While doctors and hospitals would take a financial hit under Medicare-for-all, the outlook is even bleaker for the private health insurance industry, whose extensive workforce could be wiped out.
Health economists say that might not be such a bad thing, however.
Nearly 386,000 people were employed by health insurance carriers last year, according to federal labor data. The workforce is even larger if one counts jobs that exist because of health insurance, like administrators in doctor’s offices and hospitals who negotiate prices. Economists have projected as many as 2 million jobs could be lost under a Medicare-for-all system that eliminated all private coverage.
A single, generous public plan replacing private insurance from companies like UnitedHealth Group, Anthem and Cigna would undoubtedly amount to a massive reshaping of the country’s health-care system and a significant loss of jobs throughout the health-care sector. America’s Health Insurance Plans (AHIP), insurers’ powerful trade association, calculates the jobs of around 1.5 million workers in the industry would be jeopardized.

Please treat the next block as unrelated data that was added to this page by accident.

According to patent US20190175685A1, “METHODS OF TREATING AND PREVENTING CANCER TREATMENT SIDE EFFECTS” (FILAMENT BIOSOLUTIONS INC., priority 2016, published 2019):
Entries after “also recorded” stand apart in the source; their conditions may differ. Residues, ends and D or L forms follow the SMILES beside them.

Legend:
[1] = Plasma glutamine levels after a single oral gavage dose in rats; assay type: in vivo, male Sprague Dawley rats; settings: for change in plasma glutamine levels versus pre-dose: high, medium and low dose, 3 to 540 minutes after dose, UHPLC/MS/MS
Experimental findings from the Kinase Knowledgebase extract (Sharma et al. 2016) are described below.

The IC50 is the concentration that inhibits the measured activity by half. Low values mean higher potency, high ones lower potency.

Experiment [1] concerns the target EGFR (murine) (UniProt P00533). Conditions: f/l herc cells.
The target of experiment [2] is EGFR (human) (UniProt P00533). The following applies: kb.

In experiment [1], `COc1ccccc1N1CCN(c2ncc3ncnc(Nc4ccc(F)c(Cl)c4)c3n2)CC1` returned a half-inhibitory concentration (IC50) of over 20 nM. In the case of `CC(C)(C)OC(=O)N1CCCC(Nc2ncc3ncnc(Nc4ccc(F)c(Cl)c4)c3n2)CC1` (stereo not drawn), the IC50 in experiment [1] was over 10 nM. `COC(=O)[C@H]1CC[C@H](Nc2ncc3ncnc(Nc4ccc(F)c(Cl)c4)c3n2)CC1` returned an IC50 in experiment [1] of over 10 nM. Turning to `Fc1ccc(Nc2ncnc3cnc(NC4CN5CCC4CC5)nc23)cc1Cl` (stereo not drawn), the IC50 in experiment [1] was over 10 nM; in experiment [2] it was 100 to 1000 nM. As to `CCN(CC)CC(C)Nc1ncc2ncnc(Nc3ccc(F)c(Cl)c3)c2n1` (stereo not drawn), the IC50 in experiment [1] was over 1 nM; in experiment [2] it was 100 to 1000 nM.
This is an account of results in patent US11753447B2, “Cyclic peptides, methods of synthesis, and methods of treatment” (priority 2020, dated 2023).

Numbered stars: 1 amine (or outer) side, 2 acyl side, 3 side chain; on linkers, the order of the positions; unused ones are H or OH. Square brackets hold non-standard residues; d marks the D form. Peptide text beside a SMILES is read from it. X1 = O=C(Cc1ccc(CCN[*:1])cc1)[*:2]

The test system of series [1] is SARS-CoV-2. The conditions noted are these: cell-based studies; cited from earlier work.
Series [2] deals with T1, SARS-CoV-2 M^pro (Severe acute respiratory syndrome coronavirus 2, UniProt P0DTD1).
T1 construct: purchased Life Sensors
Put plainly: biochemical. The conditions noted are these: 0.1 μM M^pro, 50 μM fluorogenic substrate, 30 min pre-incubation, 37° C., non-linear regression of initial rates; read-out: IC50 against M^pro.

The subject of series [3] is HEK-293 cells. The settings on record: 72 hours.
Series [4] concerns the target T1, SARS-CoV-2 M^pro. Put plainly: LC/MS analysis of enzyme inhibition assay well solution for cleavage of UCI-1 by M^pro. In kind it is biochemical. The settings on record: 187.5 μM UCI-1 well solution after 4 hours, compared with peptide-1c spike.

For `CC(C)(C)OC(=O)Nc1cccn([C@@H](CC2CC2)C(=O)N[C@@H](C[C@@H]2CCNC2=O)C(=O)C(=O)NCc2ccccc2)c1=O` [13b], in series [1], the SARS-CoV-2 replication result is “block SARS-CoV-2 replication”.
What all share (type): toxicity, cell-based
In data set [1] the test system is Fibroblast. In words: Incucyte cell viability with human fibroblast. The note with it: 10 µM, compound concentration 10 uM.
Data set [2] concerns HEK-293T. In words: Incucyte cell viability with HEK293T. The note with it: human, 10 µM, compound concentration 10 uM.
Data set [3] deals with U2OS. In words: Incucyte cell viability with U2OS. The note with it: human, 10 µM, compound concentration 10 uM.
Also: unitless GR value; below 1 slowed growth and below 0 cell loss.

But defenders of Medicare-for-all argue — and economists agree, to some extent — that a reduction in health-care jobs is an upside, not a downside. Over the past few decades, the sprawling health-care complex has partly grown out of huge administrative burdens, as insurers and providers constantly haggle in a complex and wasteful payment system.
As a general rule, economies do tend adjust over the long run, and those who were laid off are able to find employment elsewhere. Such industry expansions and contractions are natural.
But that doesn’t mean the short-term job loss from Medicare-for-all would be inconsequential, warned Michael Chernew, a professor of health-care policy at Harvard University. Some people would be absorbed into other sectors, but there would also be real dislocations and transitions played out over many years, he said.
A prime example: the decline of manufacturing jobs in the United States, which led to higher levels of unemployment in formerly thriving Rust Belt cities such as Detroit and Cleveland.